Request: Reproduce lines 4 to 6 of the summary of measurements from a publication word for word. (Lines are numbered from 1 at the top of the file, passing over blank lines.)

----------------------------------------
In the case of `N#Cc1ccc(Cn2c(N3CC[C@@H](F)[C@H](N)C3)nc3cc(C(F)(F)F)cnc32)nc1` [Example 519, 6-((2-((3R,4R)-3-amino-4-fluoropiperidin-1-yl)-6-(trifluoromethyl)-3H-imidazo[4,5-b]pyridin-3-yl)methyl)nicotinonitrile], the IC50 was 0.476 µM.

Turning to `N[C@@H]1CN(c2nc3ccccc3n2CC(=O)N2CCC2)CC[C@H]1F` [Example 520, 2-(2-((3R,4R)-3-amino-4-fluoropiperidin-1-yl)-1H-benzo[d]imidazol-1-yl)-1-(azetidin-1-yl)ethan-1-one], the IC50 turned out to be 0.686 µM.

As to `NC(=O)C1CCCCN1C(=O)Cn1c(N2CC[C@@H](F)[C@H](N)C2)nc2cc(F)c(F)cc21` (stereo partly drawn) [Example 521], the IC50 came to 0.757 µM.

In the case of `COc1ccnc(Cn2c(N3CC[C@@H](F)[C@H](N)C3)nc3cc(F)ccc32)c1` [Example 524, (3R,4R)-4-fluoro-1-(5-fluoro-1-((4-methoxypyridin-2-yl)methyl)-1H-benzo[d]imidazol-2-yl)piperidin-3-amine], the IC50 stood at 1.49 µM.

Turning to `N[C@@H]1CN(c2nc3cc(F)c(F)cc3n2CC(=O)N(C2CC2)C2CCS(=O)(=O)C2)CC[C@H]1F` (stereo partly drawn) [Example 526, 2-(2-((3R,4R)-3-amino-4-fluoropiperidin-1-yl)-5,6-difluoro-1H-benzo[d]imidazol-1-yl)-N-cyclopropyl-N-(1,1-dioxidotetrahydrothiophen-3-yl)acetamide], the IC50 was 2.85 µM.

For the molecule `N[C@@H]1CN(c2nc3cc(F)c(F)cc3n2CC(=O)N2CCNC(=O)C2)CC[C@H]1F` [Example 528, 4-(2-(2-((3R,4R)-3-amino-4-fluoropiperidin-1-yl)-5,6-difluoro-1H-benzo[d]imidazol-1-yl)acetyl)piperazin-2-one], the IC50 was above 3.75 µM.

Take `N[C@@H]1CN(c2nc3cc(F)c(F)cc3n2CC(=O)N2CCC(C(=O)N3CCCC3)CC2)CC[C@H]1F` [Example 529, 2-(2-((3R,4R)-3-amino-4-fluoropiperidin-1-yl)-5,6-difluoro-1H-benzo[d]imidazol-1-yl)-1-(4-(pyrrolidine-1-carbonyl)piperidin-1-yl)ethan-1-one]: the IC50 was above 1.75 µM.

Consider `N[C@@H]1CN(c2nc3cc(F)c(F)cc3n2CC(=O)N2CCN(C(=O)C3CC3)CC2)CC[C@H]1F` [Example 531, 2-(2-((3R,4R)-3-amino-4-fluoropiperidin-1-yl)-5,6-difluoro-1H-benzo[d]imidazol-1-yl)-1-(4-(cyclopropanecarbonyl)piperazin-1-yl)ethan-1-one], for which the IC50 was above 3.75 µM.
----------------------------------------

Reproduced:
In the case of `COc1ccnc(Cn2c(N3CC[C@@H](F)[C@H](N)C3)nc3cc(F)ccc32)c1` [Example 524, (3R,4R)-4-fluoro-1-(5-fluoro-1-((4-methoxypyridin-2-yl)methyl)-1H-benzo[d]imidazol-2-yl)piperidin-3-amine], the IC50 stood at 1.49 µM.

Turning to `N[C@@H]1CN(c2nc3cc(F)c(F)cc3n2CC(=O)N(C2CC2)C2CCS(=O)(=O)C2)CC[C@H]1F` (stereo partly drawn) [Example 526, 2-(2-((3R,4R)-3-amino-4-fluoropiperidin-1-yl)-5,6-difluoro-1H-benzo[d]imidazol-1-yl)-N-cyclopropyl-N-(1,1-dioxidotetrahydrothiophen-3-yl)acetamide], the IC50 was 2.85 µM.

For the molecule `N[C@@H]1CN(c2nc3cc(F)c(F)cc3n2CC(=O)N2CCNC(=O)C2)CC[C@H]1F` [Example 528, 4-(2-(2-((3R,4R)-3-amino-4-fluoropiperidin-1-yl)-5,6-difluoro-1H-benzo[d]imidazol-1-yl)acetyl)piperazin-2-one], the IC50 was above 3.75 µM.